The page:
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Kokokahi is YWCA Oahu's beautiful 11-acre property in Kaneohe. You may know that Kokokahi offers swimming lessons, spring and summer day camps to children ages 6-12, and a monthly family night featuring a pool-side movie. But, did you know that Kokokahi is home to an amazing adaptive aquatics program?

While there are many who have fond memories of learning how to swim at the Kokokahi pool, a special group has also learned to love the water here - the students of the adaptive swim classes. For over 20 years, Kokokahi YWCA has been offering adaptive swim classes to the Windward community. The YWCA currently operates an adaptive aquatics class and the State's Department of Education (DOE) Adaptive Swim program, providing swim instruction to students with disabilities and severe impairments of all ages.

The woman behind the program is Erin Hisatake or better known to her students as simply “Miss Erin”. Erin developed the current adaptive aquatics classes when she started working with the DOE as they came to Kokokahi each year for a month. Students from Heeia Elementary, King Intermediate, and Castle High School joined her classes and for the 13 years Erin has been with YWCA O‘ahu, she has been developing her classes to focus on what students of all ages and abilities can do rather than focusing on their disabilities and challenges. “Every student comes with different kinds of challenges and the students are usually treated differently because of them.” However, Erin explains that what her students want and experience in her adaptive swim classes is the feeling of being no different than all the other students. 

The experience of being treated just like any other student has allowed her students to concentrate on swimming better and faster instead of on their inhibitions and anxieties. “Once they enter the water, their demeanor changes.  Being in the water is a treat,” Erin says. Parents even notice. They have mentioned to Erin that sometimes when their children do not swim for a while their behavior changes, but when they resume swimming their behavioral issues are minimized. Most would credit Erin’s passion, ability, and dedication, but she credits much of the success of her students to the splendor of the place and the community, “There is something about Kokokahi,” Erin explains, “when students come, they and their parents are elated because they fit in immediately.”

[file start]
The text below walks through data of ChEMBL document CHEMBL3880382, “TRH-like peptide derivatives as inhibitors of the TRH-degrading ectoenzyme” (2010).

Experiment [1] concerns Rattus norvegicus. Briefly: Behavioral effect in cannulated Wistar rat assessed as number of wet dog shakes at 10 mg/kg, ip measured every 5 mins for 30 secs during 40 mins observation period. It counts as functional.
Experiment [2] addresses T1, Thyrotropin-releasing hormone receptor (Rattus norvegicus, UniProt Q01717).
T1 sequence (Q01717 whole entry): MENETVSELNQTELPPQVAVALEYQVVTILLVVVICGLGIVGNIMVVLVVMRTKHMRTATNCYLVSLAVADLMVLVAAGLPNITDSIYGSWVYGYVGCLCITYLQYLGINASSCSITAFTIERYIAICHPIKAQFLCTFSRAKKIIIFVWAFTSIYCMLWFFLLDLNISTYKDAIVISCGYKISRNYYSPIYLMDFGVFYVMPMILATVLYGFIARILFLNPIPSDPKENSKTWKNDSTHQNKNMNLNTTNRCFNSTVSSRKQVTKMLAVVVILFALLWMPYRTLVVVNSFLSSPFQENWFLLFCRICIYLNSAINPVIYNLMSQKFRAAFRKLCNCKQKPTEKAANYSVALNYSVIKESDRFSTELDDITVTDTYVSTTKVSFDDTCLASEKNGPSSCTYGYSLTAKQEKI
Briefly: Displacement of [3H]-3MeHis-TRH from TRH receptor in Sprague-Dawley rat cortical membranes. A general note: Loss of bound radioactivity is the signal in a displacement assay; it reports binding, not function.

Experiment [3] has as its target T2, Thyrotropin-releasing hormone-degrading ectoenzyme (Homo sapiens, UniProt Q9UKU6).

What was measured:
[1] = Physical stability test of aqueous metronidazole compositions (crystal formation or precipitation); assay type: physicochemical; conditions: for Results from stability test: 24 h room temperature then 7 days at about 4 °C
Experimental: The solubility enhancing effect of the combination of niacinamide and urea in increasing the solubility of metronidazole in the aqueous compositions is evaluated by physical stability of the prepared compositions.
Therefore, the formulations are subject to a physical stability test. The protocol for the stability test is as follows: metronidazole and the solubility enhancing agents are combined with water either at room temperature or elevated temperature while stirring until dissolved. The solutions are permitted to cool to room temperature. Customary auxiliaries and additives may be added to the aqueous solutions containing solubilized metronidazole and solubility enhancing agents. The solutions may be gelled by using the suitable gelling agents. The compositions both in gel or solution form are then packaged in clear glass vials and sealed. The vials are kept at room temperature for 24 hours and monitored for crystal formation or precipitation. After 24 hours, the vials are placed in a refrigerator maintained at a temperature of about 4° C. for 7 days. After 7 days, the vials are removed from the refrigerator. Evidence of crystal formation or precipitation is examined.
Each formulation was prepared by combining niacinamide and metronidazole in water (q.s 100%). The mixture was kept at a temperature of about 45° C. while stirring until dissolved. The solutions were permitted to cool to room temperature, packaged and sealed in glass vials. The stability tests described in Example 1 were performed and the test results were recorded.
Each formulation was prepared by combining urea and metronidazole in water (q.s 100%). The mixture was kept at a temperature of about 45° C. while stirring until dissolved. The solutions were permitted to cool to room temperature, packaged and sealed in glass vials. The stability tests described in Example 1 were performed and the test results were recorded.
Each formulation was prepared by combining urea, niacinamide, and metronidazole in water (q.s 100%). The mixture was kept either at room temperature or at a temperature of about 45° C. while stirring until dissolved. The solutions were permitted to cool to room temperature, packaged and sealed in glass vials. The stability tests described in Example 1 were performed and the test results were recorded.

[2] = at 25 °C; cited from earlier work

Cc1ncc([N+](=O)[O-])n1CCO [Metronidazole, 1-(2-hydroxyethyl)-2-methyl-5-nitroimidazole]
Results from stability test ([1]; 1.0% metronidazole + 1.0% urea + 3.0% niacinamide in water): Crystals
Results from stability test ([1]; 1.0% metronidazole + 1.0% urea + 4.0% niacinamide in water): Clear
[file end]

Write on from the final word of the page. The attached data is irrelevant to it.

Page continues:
Erin says she loves to see the progress of her students as the sessions go by. She can see increased swimming and water skills, and, more importantly, increased confidence. The motivation behind the students is driven by their want to succeed and win. The students in Erin’s class make up a team she coaches called the “Windward Warriors” whom train to compete in the Special Olympics. During this year’s Special Olympics Summer Games swim competition, every one of her students who participated received a medal. In total, the Windward Warriors took home a total of gold medal, 4 silver medals, and 1 bronze medal. The Summer Games are a highlight of their hard work and she’s so proud of them for doing so well this year.

Even if the classes and students change, you can still hear Erin say, “Keep going, keep swimming, never give up!” Erin admits, “they actually say this to each other and so I’ve adopted it.  In teaching my students, the real blessing is they actually teach me never to give up.”

To learn more about the adaptive aquatics classes and to enroll in classes, please visit the Adaptive Swim section on the aquatics website:  https://www.ywcaoahu.org/aquatics.  To sponsor adaptive swim scholarships, please visit:  https://www.ywcaoahu.org/donate/

 

HERstory

Empowerment. The word is in our mission statement, almost every program description, and spoken at all our events. Our mission it to empower women and girls to achieve their full potential and pursue their most successful life. Over the past few months, we witnessed women in our Economic Advancement Program speak about their experiences at an unexpected venue, the State Capitol. YWCA O‘ahu led the efforts to pass House Bill 845, a bill requiring an ID be given at the end of incarceration. House Bill 845 was successful not only because it was enacted into law, but because women in our programs learned a very impactful way to advocate for themselves and for those with similar stories by attending hearings and testifying. Through the legislative process, a new sense of empowerment developed from women sharing their experiences and women learned to use their experiences to benefit the greater community.